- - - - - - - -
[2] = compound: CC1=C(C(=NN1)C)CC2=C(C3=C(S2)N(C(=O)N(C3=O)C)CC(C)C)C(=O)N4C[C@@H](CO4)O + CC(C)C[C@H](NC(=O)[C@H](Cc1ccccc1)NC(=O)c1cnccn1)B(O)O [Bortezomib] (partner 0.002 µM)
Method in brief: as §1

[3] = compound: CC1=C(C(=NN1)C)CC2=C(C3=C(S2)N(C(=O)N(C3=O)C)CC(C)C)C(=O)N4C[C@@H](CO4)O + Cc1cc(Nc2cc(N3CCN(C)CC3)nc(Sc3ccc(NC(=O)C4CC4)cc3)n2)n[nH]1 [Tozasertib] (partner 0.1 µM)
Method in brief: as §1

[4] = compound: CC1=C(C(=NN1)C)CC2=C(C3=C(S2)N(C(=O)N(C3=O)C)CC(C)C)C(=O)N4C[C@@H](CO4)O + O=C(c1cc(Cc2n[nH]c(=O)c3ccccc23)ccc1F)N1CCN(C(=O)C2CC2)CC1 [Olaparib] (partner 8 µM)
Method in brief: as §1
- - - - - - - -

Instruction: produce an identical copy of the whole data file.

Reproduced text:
[2] = compound: CC1=C(C(=NN1)C)CC2=C(C3=C(S2)N(C(=O)N(C3=O)C)CC(C)C)C(=O)N4C[C@@H](CO4)O + CC(C)C[C@H](NC(=O)[C@H](Cc1ccccc1)NC(=O)c1cnccn1)B(O)O [Bortezomib] (partner 0.002 µM)
Method in brief: as §1

[3] = compound: CC1=C(C(=NN1)C)CC2=C(C3=C(S2)N(C(=O)N(C3=O)C)CC(C)C)C(=O)N4C[C@@H](CO4)O + Cc1cc(Nc2cc(N3CCN(C)CC3)nc(Sc3ccc(NC(=O)C4CC4)cc3)n2)n[nH]1 [Tozasertib] (partner 0.1 µM)
Method in brief: as §1

[4] = compound: CC1=C(C(=NN1)C)CC2=C(C3=C(S2)N(C(=O)N(C3=O)C)CC(C)C)C(=O)N4C[C@@H](CO4)O + O=C(c1cc(Cc2n[nH]c(=O)c3ccccc23)ccc1F)N1CCN(C(=O)C2CC2)CC1 [Olaparib] (partner 8 µM)
Method in brief: as §1